I really appreciate your suggestion for rewording my ineffective tissue perfussion diagnosis. You are correct; the wording I was using was incorrect and not compliant with the NANDA wording (same for the one about the perfusion one). Even though I really don't want to go with this one, after I reword it I am going to have to. I'm not sure if I understand what you mean by ventilation-perfussion mismatch (sorry, its late and I'm pretty sleep deprived)- I assume by that you mean that the patient is getting the oxygen/air they needed, but it just isn't "perfusing" across the alveolar membrane. Please correct me if I am wrong, or let me know if I am right, if you have time to- I am sure you are quite busy.

    Once again- Thanks again SO MUCH for your helpful suggestions and support!! I really really appreciate it! As always I am open to suggestions from anyone else no matter what their expertise-- any bit helps!
  5. by   Daytonite
    I gotcha! Well, maybe she's knowing something about using the Ineffective tissue perfusion diagnosis that I don't, especially if she's had experience working in ICU and with hemodynamic monitoring. You need to understand that writing these care plans for school can end up being extremely creative. The main focus that some instructors are looking for is that you understand how all the elements blend together and represent the nursing process.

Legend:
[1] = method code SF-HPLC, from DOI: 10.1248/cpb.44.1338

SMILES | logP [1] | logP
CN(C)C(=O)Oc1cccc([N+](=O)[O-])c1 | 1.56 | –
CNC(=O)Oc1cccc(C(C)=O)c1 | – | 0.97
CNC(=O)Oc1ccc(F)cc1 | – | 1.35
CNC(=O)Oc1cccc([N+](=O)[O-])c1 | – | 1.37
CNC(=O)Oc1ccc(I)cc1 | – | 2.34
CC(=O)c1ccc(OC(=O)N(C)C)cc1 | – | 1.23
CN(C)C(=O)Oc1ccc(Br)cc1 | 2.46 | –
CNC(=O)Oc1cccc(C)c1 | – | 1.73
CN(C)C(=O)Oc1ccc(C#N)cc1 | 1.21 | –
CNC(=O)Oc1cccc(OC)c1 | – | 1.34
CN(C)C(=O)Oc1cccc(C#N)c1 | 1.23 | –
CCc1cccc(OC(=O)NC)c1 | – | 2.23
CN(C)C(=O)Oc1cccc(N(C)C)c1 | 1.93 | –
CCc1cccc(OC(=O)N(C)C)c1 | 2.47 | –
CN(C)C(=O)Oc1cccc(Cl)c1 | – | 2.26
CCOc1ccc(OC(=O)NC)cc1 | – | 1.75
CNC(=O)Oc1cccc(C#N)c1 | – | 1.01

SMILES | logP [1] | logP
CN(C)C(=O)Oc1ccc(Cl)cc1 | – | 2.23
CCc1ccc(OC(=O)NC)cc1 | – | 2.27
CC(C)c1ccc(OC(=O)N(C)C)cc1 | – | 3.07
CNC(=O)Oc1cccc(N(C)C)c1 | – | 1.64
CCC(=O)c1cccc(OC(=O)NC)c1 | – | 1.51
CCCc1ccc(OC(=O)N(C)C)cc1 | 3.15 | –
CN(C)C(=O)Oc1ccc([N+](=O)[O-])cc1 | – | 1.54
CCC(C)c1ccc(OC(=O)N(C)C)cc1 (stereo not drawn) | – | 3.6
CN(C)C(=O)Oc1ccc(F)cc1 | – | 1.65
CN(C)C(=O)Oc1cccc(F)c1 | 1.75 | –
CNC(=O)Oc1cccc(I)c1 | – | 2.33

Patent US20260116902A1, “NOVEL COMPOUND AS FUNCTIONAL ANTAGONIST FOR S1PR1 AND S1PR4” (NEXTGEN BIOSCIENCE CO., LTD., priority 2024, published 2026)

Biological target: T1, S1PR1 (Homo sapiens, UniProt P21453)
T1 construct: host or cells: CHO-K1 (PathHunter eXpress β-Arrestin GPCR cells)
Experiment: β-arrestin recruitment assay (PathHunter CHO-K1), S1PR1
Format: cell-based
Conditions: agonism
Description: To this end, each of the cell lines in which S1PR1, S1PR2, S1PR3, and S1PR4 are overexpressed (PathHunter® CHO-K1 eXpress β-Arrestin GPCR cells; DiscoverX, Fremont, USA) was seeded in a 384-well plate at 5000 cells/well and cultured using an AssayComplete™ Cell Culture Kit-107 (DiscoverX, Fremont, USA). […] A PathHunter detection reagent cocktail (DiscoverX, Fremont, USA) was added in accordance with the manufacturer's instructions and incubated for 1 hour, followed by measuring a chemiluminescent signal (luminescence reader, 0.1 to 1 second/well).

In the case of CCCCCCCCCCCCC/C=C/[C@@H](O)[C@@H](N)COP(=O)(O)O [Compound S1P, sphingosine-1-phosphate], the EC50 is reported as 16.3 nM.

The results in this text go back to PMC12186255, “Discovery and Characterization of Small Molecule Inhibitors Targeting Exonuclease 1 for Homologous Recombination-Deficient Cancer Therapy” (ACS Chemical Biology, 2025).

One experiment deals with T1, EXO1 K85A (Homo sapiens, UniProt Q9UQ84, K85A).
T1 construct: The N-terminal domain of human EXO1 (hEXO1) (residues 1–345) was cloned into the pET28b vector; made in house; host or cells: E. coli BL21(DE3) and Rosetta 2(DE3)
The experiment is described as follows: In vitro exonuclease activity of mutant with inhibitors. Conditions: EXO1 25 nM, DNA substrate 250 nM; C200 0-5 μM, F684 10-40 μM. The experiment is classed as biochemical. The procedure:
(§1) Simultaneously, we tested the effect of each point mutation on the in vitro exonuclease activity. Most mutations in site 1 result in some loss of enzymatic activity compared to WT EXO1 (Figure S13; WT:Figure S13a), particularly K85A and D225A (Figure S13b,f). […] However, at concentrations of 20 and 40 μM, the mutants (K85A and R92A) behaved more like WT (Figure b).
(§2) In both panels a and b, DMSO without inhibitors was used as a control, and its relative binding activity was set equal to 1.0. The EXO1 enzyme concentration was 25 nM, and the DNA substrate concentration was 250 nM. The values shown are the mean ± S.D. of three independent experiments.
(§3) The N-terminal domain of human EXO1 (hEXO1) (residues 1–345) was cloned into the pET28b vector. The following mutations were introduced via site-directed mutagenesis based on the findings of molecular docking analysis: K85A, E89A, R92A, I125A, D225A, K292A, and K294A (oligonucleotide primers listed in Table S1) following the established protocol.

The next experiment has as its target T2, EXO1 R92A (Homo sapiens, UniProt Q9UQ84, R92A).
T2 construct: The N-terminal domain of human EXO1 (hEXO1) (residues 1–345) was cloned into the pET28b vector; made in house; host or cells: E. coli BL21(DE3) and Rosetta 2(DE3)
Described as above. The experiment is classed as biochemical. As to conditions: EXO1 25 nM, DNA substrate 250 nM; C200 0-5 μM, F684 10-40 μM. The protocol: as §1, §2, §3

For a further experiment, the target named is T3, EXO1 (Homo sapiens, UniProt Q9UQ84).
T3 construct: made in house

So, I guess you'll need to use Ineffective Tissue Perfusion: Cardiopulmonary, Renal and Gastrointestinal R/T mechanical reduction of arterial blood flow AEB [altered repiratory rate outside of acceptable parameters, use of accessory muscles, capillary refill greater than 3 seconds, abnormal arterial blood gases, chest pain, sense of "impending doom", bronchospasm, dyspnea, arrhythmias, nasal flaring, chest retraction, altered blood pressure outside of acceptable parameters, hematuria, oliguria or anuria, elevated BUN or creatinine ratio, hypoactive or absent bowel sounds, nausea, abdominal distention, abdominal pain or tenderness--page 206, Nursing Diagnoses: Definitions & Classification 2005-2006 published by NANDA International]. See, the problem I have with using this diagnosis is that the defining characteristics really do not match with what is going on with your patient's hemodynamic problems of hypotension and the decreased cardiac output and stroke volume. That, is his major problem to my way of thinking. I'd like to get my hands on one of her ICU care plans to see how she's care planning hemodynamic problems like this. Everything I know is screaming at me that this fellow has a huge cardiac output problem as a result of his mitral valve surgery. What I would do, if I were you, is just use the nursing diagnosis as she wants and include the assessment data that pertains to all his perfusion problems as your AEB items. In other words, just rob what you need from the Decreased Cardiac Output stuff I suggested and tack it onto the Ineffective Tissue Perfusion diagnosis.